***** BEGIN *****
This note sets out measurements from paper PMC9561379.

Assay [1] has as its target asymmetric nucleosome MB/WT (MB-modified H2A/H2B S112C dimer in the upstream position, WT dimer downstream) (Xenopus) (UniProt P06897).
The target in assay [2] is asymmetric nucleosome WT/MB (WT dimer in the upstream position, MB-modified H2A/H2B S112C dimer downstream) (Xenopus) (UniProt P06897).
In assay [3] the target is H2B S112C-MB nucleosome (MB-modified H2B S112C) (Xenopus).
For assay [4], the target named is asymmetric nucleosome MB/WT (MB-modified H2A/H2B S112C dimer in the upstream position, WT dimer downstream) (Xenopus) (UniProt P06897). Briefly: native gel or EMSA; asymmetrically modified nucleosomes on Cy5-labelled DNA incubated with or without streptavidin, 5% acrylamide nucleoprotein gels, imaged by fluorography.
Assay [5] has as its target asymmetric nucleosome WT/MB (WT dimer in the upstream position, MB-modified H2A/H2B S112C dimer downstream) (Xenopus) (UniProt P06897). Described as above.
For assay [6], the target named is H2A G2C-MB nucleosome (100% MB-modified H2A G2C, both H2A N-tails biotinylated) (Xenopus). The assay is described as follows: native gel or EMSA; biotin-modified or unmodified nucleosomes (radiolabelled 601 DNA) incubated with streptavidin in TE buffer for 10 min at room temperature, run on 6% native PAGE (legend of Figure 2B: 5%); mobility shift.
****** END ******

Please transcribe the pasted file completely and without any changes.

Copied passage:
This note sets out measurements from paper PMC9561379.

Assay [1] has as its target asymmetric nucleosome MB/WT (MB-modified H2A/H2B S112C dimer in the upstream position, WT dimer downstream) (Xenopus) (UniProt P06897).
The target in assay [2] is asymmetric nucleosome WT/MB (WT dimer in the upstream position, MB-modified H2A/H2B S112C dimer downstream) (Xenopus) (UniProt P06897).
In assay [3] the target is H2B S112C-MB nucleosome (MB-modified H2B S112C) (Xenopus).
For assay [4], the target named is asymmetric nucleosome MB/WT (MB-modified H2A/H2B S112C dimer in the upstream position, WT dimer downstream) (Xenopus) (UniProt P06897). Briefly: native gel or EMSA; asymmetrically modified nucleosomes on Cy5-labelled DNA incubated with or without streptavidin, 5% acrylamide nucleoprotein gels, imaged by fluorography.
Assay [5] has as its target asymmetric nucleosome WT/MB (WT dimer in the upstream position, MB-modified H2A/H2B S112C dimer downstream) (Xenopus) (UniProt P06897). Described as above.
For assay [6], the target named is H2A G2C-MB nucleosome (100% MB-modified H2A G2C, both H2A N-tails biotinylated) (Xenopus). The assay is described as follows: native gel or EMSA; biotin-modified or unmodified nucleosomes (radiolabelled 601 DNA) incubated with streptavidin in TE buffer for 10 min at room temperature, run on 6% native PAGE (legend of Figure 2B: 5%); mobility shift.